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Yonhap News Summary

All News 17:07 June 04, 2019

The following is the second summary of major stories moved by Yonhap News Agency on Tuesday.


(2nd LD) Two bodies confirmed as S. Koreans in Hungary boat sinking
(ATTN: RECASTS headline, lead and paras 2-4 with updates on body identification; ADDS byline and more info about FM's planned schedule in last 3 paras)

SEOUL -- Two bodies retrieved from the Danube River were identified as South Koreans missing in last week's deadly sinking of a sightseeing boat in Hungary, Seoul's foreign ministry said Tuesday.

That puts the death toll of the May 29 sinking to nine Koreans so far, with 17 others still unaccounted for.

The second body pulled from underwater at the site of the accident was confirmed as a woman in her 50s, the foreign ministry said in a release, citing a report from South Korea's quick response team dispatched to Budapest.

Minister says Seoul doing utmost for resumption of U.S.-N. Korea talks

SEOUL -- Unification Minister Kim Yeon-chul said Tuesday that South Korea is working hard to help restart the stalled nuclear talks between North Korea and the United States, believing that progress in their negotiations will be key to improving inter-Korean relations.

"The resumption of U.S.-North Korea negotiations is an important priority," Kim told a meeting with foreign journalists in Seoul. "In order to make progress on inter-Korean talks for peace and mutual prosperity on the Peninsula, the U.S.-North Korea relations should make progress as well,"

"The unification ministry is exerting its utmost efforts to set conditions for the resumption of U.S.-North Korea dialogue through inter-Korean relations," Kim added.

Moon seeks to meet political party leaders this week

SEOUL -- President Moon Jae-in has proposed meeting with the heads of five political parties here this week, but the main opposition Liberty Party Korea (LKP) is sticking to a call for a smaller gathering plus one-on-one dialogue, a senior Cheong Wa Dae official said Tuesday.

Moon hopes to achieve a breakthrough in efforts to normalize the operation of the National Assembly, embroiled in drawn-out political strife, before he begins an eight-day tour of northern European nations on Sunday.

The 6.7 trillion-won (US$5.8 billion) supplementary budget bill has been pending in the parliament for more than a month.

Trans-peninsula DMZ hiking trail to open in 2022

SEOUL -- The government said Tuesday it will create a coast-to-coast hiking trail along the Demilitarized Zone (DMZ) that separates South and North Korea by 2022.

The newly envisioned route, tentatively named East-West Crossing Route of DMZ Peace Trail, will be 501 kilometers in length and pass through 10 local autonomous districts from Ganghwa on the west coast to Goseong on the east coast, according to the Ministry of the Interior and Safety.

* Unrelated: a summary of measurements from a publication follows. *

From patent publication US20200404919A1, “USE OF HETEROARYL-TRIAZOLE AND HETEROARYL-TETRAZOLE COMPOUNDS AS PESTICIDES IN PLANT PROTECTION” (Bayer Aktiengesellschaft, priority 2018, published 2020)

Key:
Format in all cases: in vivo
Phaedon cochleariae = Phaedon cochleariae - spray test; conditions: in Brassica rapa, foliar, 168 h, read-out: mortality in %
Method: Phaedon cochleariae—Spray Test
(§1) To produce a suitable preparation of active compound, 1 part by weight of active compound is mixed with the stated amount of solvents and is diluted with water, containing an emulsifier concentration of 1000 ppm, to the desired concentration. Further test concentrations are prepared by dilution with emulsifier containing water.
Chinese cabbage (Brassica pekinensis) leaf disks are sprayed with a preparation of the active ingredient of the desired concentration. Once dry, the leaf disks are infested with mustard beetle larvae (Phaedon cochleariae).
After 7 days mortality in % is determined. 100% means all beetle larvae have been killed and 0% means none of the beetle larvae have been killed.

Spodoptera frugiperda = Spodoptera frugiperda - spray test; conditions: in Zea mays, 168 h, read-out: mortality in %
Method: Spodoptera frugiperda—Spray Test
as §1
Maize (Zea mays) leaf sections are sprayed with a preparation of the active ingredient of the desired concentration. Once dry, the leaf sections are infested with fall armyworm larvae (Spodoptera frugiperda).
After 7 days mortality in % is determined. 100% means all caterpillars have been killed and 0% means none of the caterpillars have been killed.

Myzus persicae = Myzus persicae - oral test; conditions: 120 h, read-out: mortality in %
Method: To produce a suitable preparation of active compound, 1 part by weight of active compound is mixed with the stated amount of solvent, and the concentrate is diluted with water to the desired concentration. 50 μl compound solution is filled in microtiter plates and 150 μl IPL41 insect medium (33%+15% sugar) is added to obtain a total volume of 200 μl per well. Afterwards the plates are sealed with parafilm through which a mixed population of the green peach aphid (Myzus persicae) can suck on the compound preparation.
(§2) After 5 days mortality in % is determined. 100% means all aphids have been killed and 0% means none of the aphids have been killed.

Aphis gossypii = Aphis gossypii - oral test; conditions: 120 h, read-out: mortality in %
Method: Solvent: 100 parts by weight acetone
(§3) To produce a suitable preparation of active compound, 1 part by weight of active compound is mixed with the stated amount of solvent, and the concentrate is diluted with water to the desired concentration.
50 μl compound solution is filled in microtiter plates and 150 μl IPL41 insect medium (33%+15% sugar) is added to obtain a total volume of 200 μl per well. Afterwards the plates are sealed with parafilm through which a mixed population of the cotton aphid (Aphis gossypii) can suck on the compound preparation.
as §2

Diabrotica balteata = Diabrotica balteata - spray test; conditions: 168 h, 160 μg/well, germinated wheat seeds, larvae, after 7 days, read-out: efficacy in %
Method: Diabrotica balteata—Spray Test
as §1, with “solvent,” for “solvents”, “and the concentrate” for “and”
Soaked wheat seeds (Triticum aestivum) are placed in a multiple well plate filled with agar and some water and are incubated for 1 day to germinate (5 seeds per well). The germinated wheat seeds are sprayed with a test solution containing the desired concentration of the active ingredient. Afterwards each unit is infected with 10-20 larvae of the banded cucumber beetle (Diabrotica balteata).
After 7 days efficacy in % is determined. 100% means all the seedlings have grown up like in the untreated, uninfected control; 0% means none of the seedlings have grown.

Under the trans-peninsula trail project, hiking routes in the 10 border districts, including DMZ Peace Trails in Goseong and Cheorwon, both in Gangwon Province, and Paju of Gyeonggi Province, will be connected at a cost of 28.6 billion won (US$24.2 million) over the next four years, the ministry explained.

Seoul stocks snap three-day winning streak on tech slump

SEOUL -- South Korean stocks closed lower Tuesday, ending a three-day winning streak as weak economic data and the intensifying American-Sino trade war sapped investor sentiment. The local currency lost ground against the U.S. dollar.

After a choppy session, the benchmark Korea Composite Stock Price Index (KOSPI) inched down 0.88 point, or 0.04 percent, to 2,066.97. Trading volume was moderate at 428.18 million shares worth 4.77 trillion won (US$4.03 billion), with winners beating losers 529 to 294.

The index had a volatile session to end slightly lower as tech blue chips were depressed after the tech-heavy Nasdaq dropped 1.6 percent Monday (local time) following news of an antitrust probe into U.S. tech giants, including Amazon, Facebook and Apple.

S. Korea, Japan to hold working-level talks amid tensions over Tokyo's seafood inspections

SEOUL -- South Korea and Japan will hold working-level diplomatic talks in Tokyo this week, an official at Seoul's foreign ministry said Tuesday, amid brewing tensions over Tokyo's toughened inspections of South Korean fishery products.

Kim Jung-han, the ministry's director-general for Asian and Pacific affairs, will meet Kenji Kanasugi, director-general of the Asian and Oceanian Affairs Bureau of Japan's foreign ministry, on Wednesday.

Starting Saturday, the Japanese government tightened its scrutiny of flatfish and other South Korean marine products, triggering speculation that the inspections may be a tit-for-tat measure against Seoul's restrictions on Japanese seafood imports imposed after the 2011 Fukushima nuclear accident.

New corporate registrations jump in April on eased rules

SEOUL -- The number of newly registered corporations in South Korea jumped 5.6 percent last month due to eased regulations, data showed Tuesday.

The number of new business entities came to 9,425 in April from 8,926 a year ago, marking the highest for any April since 2000 when related data began to be compiled, according to the Ministry of SMEs and Startups.

"The number of new corporate registrations began to increase in 2016 as the government eased the process of establishing a company and lifted the ban on the minimum capital required to start a business," Ko Keon-ho, deputy director of the statistics analysis division at the ministry, said by phone.

By sector, 22 percent of the registrations were in the wholesale and retail sector, followed by 18 percent in the manufacturing industry, 14 percent in real estate, the data showed.


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